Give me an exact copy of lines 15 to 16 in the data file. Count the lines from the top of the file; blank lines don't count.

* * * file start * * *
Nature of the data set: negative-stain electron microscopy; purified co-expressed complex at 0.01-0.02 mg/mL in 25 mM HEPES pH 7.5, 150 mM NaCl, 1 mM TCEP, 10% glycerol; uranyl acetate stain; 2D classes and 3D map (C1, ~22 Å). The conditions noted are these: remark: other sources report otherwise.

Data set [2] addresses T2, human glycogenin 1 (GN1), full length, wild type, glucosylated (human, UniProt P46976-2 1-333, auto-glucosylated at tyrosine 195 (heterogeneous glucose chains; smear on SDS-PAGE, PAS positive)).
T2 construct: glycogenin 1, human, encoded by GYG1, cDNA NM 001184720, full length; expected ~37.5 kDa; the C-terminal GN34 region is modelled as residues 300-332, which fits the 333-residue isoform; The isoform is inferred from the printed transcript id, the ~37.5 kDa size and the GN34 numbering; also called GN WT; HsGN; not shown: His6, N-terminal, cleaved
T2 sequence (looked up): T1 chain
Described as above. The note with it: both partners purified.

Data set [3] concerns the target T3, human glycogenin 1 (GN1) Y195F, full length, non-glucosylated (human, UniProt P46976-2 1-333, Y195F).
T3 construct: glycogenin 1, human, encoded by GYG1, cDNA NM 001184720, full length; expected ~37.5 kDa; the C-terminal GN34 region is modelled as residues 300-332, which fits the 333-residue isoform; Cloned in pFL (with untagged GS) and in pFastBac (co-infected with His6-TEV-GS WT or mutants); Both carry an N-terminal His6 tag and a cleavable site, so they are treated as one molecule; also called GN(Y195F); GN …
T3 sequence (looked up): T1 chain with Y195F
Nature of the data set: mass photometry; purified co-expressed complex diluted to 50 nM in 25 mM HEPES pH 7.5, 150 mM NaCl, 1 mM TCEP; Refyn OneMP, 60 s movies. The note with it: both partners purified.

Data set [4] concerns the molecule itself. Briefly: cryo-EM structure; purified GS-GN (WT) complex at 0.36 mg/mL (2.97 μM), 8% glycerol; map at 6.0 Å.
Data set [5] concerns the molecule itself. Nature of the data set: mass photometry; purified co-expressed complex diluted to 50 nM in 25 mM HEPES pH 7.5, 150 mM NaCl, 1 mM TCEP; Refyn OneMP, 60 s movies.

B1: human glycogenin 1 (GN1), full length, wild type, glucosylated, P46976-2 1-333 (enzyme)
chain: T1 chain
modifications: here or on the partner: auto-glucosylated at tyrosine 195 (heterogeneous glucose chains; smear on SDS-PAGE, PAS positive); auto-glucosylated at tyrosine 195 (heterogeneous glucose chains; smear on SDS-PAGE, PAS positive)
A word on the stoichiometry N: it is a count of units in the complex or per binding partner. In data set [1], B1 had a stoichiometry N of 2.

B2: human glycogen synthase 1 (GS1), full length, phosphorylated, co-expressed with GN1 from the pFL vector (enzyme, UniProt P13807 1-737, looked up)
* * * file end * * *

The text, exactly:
A word on the stoichiometry N: it is a count of units in the complex or per binding partner. In data set [1], B1 had a stoichiometry N of 2.

B2: human glycogen synthase 1 (GS1), full length, phosphorylated, co-expressed with GN1 from the pFL vector (enzyme, UniProt P13807 1-737, looked up)